Ms Kasey Emma Allely

MA, BA(Hons), BA

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Doctoral Candidate - Doctor of Philosophy


Kasey Beresford is a currrent PhD student studying Anthropology at the University of Auckland. Her areas of interest include coastal prehistory, site formation and taphonomy, the theoretical basis for the construction of archaeological knowledge and the transition to food production. She has fieldwork experience in New Zealand, Australia and Saudi Arabia. For the WARPED Project (Weipa Archaeological Research Project and PalaeoEnvironmental Data) she developed a new method to record 3D stratigraphic sections of prehistoric shell mounds using a robotic total station and DGPS and maintains the GIS (Geographic Information System) database. In DISPERSE she is assisting in the investigation and interprestation of the Farasan Island shell mounds.

Research | Current

PhD thesis topic: How well do we “know” the past? Examining the evidence for a global transition to low-level food production in the early-mid Holocene.

Evolutionary theory in archaeology is unilinear in its explanation of cultural change and relies on typological models which do not incorporate datasets at temporal or geographical scales large enough to be significant in terms of evolutionary processes. One way to deconstruct this macroevolutionary perspective is to select a theoretical cultural “stage” within archaeological tradition, and critically analyse it using the same excavation, sampling and analytical techniques from multiple geographic areas. This research exposes the differences between physically similar archaeological deposits (shell mound sites) typically regarded to represent low-level food producers (LLFPs). Large shell mounds are often considered the material remains of LLFPs, signifying a trend towards “complexity”, sedentism, territoriality and intensification of resources. However, the variability between shell mound sites is poorly documented, not easily comparable, and often based on a “type site” within a particular region. Shell mounds of similar age across three geographical areas (Weipa, Australia; Farasan Island, Saudi Arabia and California, USA), will be examined to challenge assumptions that they are evidence of cultural “traits” which signify the same socio-evolutionary “stage”.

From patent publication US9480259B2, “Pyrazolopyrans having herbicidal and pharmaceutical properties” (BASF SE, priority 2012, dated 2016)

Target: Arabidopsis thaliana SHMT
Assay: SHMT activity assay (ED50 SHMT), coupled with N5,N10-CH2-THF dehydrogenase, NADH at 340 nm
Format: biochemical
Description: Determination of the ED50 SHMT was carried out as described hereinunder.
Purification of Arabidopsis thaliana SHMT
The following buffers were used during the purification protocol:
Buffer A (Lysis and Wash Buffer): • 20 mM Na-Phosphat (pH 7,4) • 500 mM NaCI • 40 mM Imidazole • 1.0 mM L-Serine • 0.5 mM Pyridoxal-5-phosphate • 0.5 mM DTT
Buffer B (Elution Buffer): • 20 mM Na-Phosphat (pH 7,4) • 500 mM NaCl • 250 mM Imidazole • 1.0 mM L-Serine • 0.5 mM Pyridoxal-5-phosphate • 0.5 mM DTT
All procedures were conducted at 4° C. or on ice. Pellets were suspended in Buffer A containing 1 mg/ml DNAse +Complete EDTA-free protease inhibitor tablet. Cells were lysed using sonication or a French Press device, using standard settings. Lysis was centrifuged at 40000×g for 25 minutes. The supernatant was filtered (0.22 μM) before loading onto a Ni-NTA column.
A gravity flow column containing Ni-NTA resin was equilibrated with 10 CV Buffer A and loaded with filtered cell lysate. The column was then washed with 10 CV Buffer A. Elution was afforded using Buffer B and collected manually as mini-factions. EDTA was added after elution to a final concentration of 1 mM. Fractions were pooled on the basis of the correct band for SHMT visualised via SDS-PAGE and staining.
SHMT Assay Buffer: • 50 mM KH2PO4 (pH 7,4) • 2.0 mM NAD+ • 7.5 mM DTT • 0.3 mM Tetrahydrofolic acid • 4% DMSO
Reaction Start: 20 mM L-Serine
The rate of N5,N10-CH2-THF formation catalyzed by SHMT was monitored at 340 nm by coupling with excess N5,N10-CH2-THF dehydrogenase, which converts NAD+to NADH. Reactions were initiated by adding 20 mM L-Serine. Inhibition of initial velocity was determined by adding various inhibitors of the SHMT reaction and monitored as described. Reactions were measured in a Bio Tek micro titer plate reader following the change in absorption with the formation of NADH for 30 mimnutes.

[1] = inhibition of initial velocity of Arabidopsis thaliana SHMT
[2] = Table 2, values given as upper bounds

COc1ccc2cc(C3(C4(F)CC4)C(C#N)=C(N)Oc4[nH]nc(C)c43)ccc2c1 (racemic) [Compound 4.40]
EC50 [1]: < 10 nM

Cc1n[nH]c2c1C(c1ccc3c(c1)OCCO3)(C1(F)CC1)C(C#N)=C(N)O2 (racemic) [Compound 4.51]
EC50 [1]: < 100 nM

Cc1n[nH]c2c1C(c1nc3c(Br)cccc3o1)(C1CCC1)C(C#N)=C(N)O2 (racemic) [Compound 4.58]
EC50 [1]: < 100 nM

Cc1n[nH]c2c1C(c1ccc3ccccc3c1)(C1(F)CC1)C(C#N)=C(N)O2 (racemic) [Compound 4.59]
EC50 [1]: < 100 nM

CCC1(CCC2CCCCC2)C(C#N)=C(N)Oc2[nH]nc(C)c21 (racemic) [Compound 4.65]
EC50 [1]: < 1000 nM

My research objectives are to:

  • Categorise variation in morphology, internal composition and location of Holocene aged shell mounds.

  • Consider the each shell mound in the context of its unique position in time and space, using a socio-natural perspective, which enables the shell mounds to be conceptualised within a historically contingent framework

  • Assess the impacts of taphonomic and post-depositional impacts which have affected the archaeological remains and the subsequent shell mounding behavioural “signature”

  • Evaluate whether the physical properties of the shell mounds and the processes involved in shaping what is observable today place limitations on how the past can/should be reconstructed

  • Compare new results to determine if local instances of shell mounding behaviour support traditional macroevolutionary narratives of staged cultural change


  • Senior Scholar in Anthropology

  • Bachelor of Arts (Honours) with First Class Honours – The University of Auckland

  • Master of Arts with First Class Honours – The University of Auckland

  • Masters in Anthropology Scholarship

  • The Blaze O’Connor Prize

  • University of Auckland Doctoral Scholarship

Selected publications and creative works (Research Outputs)

As of 29 October 2020 there will be no automatic updating of 'selected publications and creative works' from Research Outputs. Please continue to keep your Research Outputs profile up to date.
  • Beresford, C. E. (2011). Understanding human behavioural change and shell mound location at Albatross Bay, Cape York, Australia The University of Auckland. ResearchSpace@Auckland. Related URL.

Contact details

Primary office location

HSB - EAST - Bldg 201E
New Zealand